Directed by Christopher Berkeley & Sam Liu and written by Jase Ricci, Mike Mignola & Richard Pace.
Starring David Giuntoli as Batman/Bruce Wayne, Christopher Gorham as Oliver Queen, Brian George as Alfred, Jeffrey Combs as Kirk Langstrom, and Patrick Fabian as Harvey Dent.
Review by Max Byrne
Batman: The Doom That Came To Gotham is the 48th animated feature film from the DC Universe Animated Original Movies line.
Available now, on Blu-Ray and DVD and as a digital download.
Batman: The Doom That Came To Gotham
Returning from a decade-long voyage of discovery, Bruce Wayne returns to Gotham City, where his parents fell victim to the knife of a madman 20 years earlier. On his travels, Bruce has taken on an international trio of orphaned street kids.
During a deadly Arctic encounter, the Penguin informs Bruce that a doomsday cult is planning Gotham’s destruction. Bruce must now return home and take on the mantle of Batman. However, when this man of science discovers he faces not criminals and crazies but actual ancient magic, fiery demons, and inter-dimensional Old Gods, can he retain his sanity?
Batman: The Doom That Came To Gotham continues the extremely high standard set by the recent hot streak that DC Comics’ animated movie division has been on. Adapting a well-loved, classic tale from the Batman annals is always a duel-edged sword, as the pros of having a built-in, ready audience can sometimes be outweighed by the cons of that audience scrutinizing the adaptation at every turn, with editorial choices sometimes not sitting well with the fanbase.
In my opinion, there are no such issues here, as the script by Jase Ricci, Richard Pace, and the great Mike Mignola does a marvelous job of adapting Mignola’s own source material whilst making enough key changes to give the movie its own identity.
Changing the gender and ethnicity of some of the principal characters might be a divisive move for some, but I feel that it works within this context. This is a Bruce Wayne that has traveled the globe for many years, visiting different cultures and learning about the world. Having two of his protegees be from more exotic reaches than Gotham City really works here, the reinventions of Cassandra Cain and Jason Todd add a rich texture to the proceedings.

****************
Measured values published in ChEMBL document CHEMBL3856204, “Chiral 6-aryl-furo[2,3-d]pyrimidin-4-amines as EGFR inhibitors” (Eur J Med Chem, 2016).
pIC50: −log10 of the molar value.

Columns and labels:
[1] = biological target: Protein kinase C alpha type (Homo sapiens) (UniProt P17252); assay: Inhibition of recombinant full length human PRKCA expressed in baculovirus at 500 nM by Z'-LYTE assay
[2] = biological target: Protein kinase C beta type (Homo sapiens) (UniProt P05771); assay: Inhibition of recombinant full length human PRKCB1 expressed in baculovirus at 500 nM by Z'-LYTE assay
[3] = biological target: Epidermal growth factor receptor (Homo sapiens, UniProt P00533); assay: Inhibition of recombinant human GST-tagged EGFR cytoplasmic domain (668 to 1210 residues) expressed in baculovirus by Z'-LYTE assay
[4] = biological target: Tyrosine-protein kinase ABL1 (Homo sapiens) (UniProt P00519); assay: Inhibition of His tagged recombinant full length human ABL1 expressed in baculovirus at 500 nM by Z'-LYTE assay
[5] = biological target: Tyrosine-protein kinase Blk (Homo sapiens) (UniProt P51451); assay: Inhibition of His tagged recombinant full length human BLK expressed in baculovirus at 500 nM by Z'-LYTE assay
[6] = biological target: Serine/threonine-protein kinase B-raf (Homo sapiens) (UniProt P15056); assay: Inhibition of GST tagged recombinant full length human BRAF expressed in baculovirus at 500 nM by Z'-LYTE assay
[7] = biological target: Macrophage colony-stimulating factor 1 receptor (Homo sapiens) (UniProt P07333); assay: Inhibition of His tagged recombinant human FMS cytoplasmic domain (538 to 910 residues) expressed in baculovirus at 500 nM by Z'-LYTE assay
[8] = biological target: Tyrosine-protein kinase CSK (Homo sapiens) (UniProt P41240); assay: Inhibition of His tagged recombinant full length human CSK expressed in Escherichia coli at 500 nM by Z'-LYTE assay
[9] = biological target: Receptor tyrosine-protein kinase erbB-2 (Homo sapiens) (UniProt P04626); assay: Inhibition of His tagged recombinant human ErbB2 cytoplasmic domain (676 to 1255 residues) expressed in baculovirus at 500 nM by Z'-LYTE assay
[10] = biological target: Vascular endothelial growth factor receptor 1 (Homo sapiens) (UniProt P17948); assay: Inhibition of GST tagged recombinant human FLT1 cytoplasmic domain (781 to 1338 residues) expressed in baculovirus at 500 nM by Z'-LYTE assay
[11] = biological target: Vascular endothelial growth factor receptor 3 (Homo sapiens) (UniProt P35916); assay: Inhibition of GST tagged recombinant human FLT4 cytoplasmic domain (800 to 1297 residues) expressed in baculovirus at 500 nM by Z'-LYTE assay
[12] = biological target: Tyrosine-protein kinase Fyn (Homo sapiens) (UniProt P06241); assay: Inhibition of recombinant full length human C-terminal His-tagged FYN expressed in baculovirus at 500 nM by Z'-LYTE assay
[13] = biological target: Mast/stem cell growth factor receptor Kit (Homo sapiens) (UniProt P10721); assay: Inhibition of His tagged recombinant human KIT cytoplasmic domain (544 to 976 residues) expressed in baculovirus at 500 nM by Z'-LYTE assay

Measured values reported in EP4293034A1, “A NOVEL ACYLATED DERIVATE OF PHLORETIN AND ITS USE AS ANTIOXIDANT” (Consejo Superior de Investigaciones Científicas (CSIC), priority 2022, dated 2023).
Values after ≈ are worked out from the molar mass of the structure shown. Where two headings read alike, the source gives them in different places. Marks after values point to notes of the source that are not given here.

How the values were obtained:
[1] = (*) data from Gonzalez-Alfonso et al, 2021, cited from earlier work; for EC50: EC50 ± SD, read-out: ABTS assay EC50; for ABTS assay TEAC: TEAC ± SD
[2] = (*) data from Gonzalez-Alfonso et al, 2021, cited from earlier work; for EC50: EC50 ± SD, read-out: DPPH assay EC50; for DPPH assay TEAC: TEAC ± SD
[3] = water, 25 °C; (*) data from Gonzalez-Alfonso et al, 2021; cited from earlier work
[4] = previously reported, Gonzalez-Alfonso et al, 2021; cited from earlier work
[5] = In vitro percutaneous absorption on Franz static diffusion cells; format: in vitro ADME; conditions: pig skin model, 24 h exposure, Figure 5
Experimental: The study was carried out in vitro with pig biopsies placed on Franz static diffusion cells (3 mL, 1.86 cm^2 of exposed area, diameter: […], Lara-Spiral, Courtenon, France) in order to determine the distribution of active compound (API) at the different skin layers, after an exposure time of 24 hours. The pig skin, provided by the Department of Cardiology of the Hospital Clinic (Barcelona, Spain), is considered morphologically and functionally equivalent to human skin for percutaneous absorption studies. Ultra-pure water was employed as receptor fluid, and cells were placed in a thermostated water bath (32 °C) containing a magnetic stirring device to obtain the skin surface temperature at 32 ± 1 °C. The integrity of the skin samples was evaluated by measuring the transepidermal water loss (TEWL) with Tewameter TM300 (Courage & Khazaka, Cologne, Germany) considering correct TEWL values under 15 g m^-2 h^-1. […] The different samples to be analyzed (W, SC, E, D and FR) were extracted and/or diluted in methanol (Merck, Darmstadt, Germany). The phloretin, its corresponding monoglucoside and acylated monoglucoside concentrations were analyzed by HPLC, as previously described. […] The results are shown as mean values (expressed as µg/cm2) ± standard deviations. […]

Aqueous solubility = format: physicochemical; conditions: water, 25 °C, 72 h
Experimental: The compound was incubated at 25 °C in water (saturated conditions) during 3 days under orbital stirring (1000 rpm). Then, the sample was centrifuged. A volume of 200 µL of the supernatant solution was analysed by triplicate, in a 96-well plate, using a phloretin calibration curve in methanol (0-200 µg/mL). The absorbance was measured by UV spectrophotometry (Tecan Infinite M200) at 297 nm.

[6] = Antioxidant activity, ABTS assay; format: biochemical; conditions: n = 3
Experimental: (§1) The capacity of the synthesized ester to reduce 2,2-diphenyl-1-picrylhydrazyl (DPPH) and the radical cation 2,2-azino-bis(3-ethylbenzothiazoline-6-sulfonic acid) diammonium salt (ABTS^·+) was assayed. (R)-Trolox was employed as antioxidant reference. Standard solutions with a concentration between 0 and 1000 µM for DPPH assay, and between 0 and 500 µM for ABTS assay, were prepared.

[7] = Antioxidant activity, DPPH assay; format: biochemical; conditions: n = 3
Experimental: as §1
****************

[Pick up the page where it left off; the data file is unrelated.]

As with all the best Elseworlds tales, having well-loved DC characters re-imagined into a new time period is a highly effective storytelling device, as they can step away from the mainstream continuity and exhibit character traits that are a little bit different from what we’ve seen before.
This is where the voice cast really comes into their own. David Giuntoli is a taciturn, stoic Dark Knight. Showcasing a heady mix of gravitas and charisma, his Batman aurally commands the screen and feels incredibly authentic. Brian George as Alfred could easily jump into the reels of Batman: The Animated Series, such is his deadpan delivery laced with the heavy burden of a man that wants a better life for his surrogate son.
My personal favorite is Christopher Gorham’s Oliver Queen. This version of the character jumps from a drunken rich boy to a crusading knight, determined to stand against the monstrous evil that is ominously coming to Gotham. Trapped by the sins of his father, which is a constant theme throughout this film, Gorham’s portrayal of Queen demands real versatility and talent, which he brings to the table in spades.
The animation is magnificent throughout and the fight scenes in particular are quite stunning. This is a testament to the direction of Berkeley and Liu, as they show they can choreograph an action scene akin to anything that you would see in a John Wick movie.
Characters move with an acrobatic grace across the screen, this is a truly vicious and violent ballet. Seeing DC legends face off with Lovecraftian nightmares is a feast for the eyes indeed. Every blow is felt, as they land with real resonance and bone-breaking impact. Rather than trying to emulate the arch, stylized artwork of the source material, the creative team here concentrates on providing gruesome imagery amidst colors that jump off the screen.
The score from Stefan L. Smith is simply wonderful. Moments that are beyond grandiose mix well with more intimate, character-driven beats to form the perfect musical companion to the film. At one point, I could have sworn I heard elements of Elfman’s classic Batman score too, such is the level of authenticity on offer. The powers that be at DC Studios would be well served to use Smith in their future live-action projects.
Batman: The Doom That Came To Gotham is top-tier DC animation. A great adaptation of a classic text, it forges its own path through subtle changes to the plot that all work really well. Strictly adult fare, it’s a film that mature DC fans will find plenty to invest in and is certainly a high point in the DC animated catalog.
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